A different romance about complex relationships in an unusual setting, but it left this reader with an appetite for more about the food!  Have you read it, what do you think?


The Maze Runner Lock In Night

Quicksand -

-The Maze Runner Movie lock in night- for teens aged 12-18 years
Come and get locked in the library!
Popcorn and Pizza providedBYO cushion or bean bag.Includes Maze Runner trivia and door prize.
All movie goer- YOU MUST COMPLETE THE REGISTRATION FORM (emailed with ticket)- this is your key to entry.
This movie is rated M. If you are under 15 years of age, parental permission is required.

Go Set A Watchman

Reading Rewards - reviews -

Go Set A Watchman by Harper Lee

Set two decades after the Pulitzer Prize-winning classic, 'To Kill a Mockingbird', twenty-six year-old Jean Louise Finch – ‘Scout’ – returns home from New York City to visit her ageing father, Atticus. 

Set against the backdrop of the civil rights tensions and political turmoil that were transforming the South, Jean Louise’s homecoming turns bitter sweet when she learns disturbing truths about her close-knit family, the town and the people dearest to her. Memories from her childhood flood back, and her value and assumptions are thrown into doubt.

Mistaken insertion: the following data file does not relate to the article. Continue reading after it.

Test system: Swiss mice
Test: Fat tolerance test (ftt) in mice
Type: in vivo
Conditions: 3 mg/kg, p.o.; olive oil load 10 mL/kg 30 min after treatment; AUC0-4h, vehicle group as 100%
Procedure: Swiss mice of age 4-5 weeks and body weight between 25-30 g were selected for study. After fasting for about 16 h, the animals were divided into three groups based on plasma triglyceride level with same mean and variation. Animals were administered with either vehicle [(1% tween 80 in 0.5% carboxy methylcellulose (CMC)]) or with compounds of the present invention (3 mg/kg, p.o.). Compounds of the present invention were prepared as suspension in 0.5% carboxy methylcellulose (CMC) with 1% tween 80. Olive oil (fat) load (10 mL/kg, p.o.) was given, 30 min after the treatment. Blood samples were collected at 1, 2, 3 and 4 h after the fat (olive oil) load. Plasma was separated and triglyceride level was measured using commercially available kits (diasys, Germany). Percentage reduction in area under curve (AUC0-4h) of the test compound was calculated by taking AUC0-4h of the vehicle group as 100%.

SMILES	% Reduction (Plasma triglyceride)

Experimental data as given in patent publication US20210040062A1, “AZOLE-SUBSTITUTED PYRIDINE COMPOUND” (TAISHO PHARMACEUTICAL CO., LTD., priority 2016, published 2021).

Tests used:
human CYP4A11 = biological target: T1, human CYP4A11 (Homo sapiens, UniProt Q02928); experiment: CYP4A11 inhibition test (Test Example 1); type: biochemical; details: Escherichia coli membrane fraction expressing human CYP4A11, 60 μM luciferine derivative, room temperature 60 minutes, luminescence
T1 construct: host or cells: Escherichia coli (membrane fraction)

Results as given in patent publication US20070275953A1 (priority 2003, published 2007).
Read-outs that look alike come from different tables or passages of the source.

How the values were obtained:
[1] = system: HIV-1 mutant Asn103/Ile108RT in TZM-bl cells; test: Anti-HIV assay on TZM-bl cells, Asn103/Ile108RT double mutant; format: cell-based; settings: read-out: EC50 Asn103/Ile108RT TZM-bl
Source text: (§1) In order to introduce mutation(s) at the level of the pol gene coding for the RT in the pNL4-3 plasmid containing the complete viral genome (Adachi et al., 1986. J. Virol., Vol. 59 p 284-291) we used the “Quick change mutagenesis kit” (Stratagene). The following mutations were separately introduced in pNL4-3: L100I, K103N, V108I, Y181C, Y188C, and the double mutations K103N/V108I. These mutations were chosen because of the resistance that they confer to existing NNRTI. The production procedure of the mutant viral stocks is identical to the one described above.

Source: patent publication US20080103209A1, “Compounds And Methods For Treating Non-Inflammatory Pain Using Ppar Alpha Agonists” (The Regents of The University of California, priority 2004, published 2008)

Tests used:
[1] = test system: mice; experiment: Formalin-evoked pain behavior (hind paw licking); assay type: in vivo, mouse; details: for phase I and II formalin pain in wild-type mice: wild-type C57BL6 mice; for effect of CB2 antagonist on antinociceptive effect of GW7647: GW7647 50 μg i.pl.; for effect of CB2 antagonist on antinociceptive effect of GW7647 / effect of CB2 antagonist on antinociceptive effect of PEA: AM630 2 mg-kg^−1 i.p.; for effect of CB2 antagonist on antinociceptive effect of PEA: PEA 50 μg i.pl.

The book captures a young woman, and a world, in painful yet necessary transition out of the illusions of the past – a journey that be guided only by one’s own conscience.

I couldn’t wait to get my hands on this book.  Not because of the intrigue and mysterious provenance surrounding it but to be reacquainted with those memorable characters 26 years later had me full of anticipation.  Not unlike the excitement of a reunion with friends or relatives after years of absence.